Why Don’t the Bells in the Leaning Tower of Pisa Swing?

While the bells in the Leaning Tower of Pisa were originally designed to swing and were operated by ropes, due to the precarious, gravity-tempting, equilibrium-defying condition of the tower, it was decided that it was less risk to have the bells sounded by electromagnetic hammers, as they do today. A simple tap and the bell rings – while producing no destabilizing sway in the tower.

A brief history of the Leaning Tower of Pisa

In August 1173, construction began on the Leaning Tower of Pisa. The freestanding structure was intended to rise from the elegant Piazza dei Miracoli in the bustling and rich Tuscan city of Pisa. The main purpose of the tower was to house the adjacent cathedral’s set of impressive bells, while showcasing the magnificence and might of the city-state. 

Problems soon arose. Builders paused work after reaching just three stories, a hiatus that would last some 95 years. While politics or economics could have been contributing factors, it was likely that engineers, even then, had begun to observe a significant one-sided lean. It seems the bell tower had been situated above an ancient river estuary, with shifty silt and waterlogged sand being no suitable foundation for the heavy marble above.

When construction began again, builders attempted to compensate for the lean by elongating the walls of the tower on the short side. It didn’t help. In 1278, work was halted again when the southward tilt reached nearly 3 ft. The bell tower sat at an unfinished seven stories for the next 82 years. But in 1360, work resumed on the eighth and final story, meant to house the 10 metric tons of bronze bells. Again, the floor was built on a slant to mitigate the lean, which only continued to worsen. By 1550, the eighth floor was 12 ft. farther south than the base. 

Leaning Tower of Pisa bell tower and cathedral

Image: The Leaning Tower of Pisa, a marvel of bell tower engineering, with the Pisa Cathedral in the foreground, in Pisa, Italy.

The structure, even with its now-iconic lean, was an impressive feat of engineering. Rising 296 steps or roughly 288 feet, and wrapped in 200 Romanesque columns, the bell tower has survived at least four strong earthquakes since 1280. Over the years, subsequent preservation projects have attempted to stabilize and correct the lean, and it was recently announced that, for the first time in its history, the bell tower has stopped moving.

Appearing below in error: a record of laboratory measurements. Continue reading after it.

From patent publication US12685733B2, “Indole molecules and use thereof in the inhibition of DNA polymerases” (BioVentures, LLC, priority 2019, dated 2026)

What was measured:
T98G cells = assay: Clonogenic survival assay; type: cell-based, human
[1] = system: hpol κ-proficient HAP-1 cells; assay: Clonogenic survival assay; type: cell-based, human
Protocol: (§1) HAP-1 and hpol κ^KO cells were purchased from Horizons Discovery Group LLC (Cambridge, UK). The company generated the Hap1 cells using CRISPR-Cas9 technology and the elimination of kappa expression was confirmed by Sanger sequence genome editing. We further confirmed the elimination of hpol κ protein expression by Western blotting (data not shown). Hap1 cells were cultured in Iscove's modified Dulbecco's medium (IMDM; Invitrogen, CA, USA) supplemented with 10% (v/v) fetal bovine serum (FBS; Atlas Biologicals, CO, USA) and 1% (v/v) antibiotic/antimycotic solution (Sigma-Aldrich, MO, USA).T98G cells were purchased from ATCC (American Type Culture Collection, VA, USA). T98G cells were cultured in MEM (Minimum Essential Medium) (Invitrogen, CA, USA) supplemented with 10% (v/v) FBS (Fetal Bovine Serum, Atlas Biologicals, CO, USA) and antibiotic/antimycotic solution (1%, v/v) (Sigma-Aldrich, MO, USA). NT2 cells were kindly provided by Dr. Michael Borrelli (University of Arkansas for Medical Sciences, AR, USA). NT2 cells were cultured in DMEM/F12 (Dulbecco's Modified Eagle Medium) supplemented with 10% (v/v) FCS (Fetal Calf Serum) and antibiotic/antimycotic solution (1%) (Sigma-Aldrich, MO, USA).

About the bells in the Leaning Tower of Pisa

Seven bells ring the topmost floor of the Leaning Tower of Pisa, one for each note of the major scale. Together, the bells weigh 23,150 lbs., from the smallest bell at 661 lbs. to the largest at 7,981 lbs. 

  • L'Assunta, tone of B, cast in 1654 by Giovanni Pietro Orlandi, weighing 7,981 lbs. 
  • Il Crocifisso, tone of C#, cast in 1572 by Vincenzo Possenti, weighing 5,428 lbs.
  • San Ranieri, tone of D#, cast in 1719–1721 by Giovanni Andrea Moreni, weighing 3,192 lbs.
  • La Terza, tone of Bb, cast in 1473, weighing 661 lbs.
  • La Giustizia, tone of G#, cast in 1262 by Lotteringo, weighing 2,235 lbs.
  • Il Vespruccio, tone of E, cast in the 14th century and again in 1501 by Nicola di Jacopo, weighing 2,205 lbs.
  • Dal Pozzo, tone of G, cast in 1606 and again in 2004, weighing 1,437 lbs.

The fifth bell, named La Giustizia (which translates to The Justice), was salvaged from another building in Pisa where it announced the execution of criminals and traitors. By the 1950s, the tower was deemed too structurally unstable to accommodate swinging bells, which can shift momentum to the tower and cause it to sway. The bells were hung dead, or stationary, in their yokes and are to this day tolled electromagnetically by a hammer located inside the bell. No swing, no sway, but still plenty of ring.

Cover image: A tourist snaps photographs of the bells within the Leaning Tower of Pisa while another waits to hear the bells ring, in Pisa, Italy.